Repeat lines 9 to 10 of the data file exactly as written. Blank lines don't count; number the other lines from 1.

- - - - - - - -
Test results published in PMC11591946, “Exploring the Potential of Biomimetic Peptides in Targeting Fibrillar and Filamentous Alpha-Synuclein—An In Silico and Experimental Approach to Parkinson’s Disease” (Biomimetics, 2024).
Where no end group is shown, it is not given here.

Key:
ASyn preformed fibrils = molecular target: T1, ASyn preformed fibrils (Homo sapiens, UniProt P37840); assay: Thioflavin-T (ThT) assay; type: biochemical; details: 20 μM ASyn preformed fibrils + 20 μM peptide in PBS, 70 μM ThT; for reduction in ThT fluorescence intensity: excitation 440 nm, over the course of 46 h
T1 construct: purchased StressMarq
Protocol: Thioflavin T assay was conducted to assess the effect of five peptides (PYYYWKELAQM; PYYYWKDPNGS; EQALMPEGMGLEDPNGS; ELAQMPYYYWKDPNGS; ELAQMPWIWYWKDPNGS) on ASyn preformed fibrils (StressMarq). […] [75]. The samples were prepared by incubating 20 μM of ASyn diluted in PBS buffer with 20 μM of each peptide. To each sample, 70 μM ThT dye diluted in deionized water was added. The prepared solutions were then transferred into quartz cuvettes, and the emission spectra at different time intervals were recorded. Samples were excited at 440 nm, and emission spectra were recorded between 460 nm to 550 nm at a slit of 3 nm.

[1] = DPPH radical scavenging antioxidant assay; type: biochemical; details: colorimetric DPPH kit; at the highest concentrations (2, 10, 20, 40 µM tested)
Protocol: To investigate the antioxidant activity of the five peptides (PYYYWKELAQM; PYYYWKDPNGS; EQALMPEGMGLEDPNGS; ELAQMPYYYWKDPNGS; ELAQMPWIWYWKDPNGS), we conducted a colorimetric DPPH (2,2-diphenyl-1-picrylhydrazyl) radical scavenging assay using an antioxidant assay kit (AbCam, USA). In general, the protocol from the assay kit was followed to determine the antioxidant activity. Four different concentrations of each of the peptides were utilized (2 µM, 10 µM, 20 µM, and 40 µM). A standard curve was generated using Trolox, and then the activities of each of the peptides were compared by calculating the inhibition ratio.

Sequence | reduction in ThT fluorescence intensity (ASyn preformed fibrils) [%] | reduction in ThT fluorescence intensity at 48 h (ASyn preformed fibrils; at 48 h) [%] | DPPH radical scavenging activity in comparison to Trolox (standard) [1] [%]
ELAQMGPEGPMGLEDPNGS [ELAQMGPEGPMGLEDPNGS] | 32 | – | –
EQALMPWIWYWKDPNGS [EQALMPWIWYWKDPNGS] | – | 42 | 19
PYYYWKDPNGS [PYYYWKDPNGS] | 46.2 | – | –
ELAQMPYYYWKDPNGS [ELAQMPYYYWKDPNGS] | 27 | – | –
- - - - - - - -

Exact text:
Sequence | reduction in ThT fluorescence intensity (ASyn preformed fibrils) [%] | reduction in ThT fluorescence intensity at 48 h (ASyn preformed fibrils; at 48 h) [%] | DPPH radical scavenging activity in comparison to Trolox (standard) [1] [%]
ELAQMGPEGPMGLEDPNGS [ELAQMGPEGPMGLEDPNGS] | 32 | – | –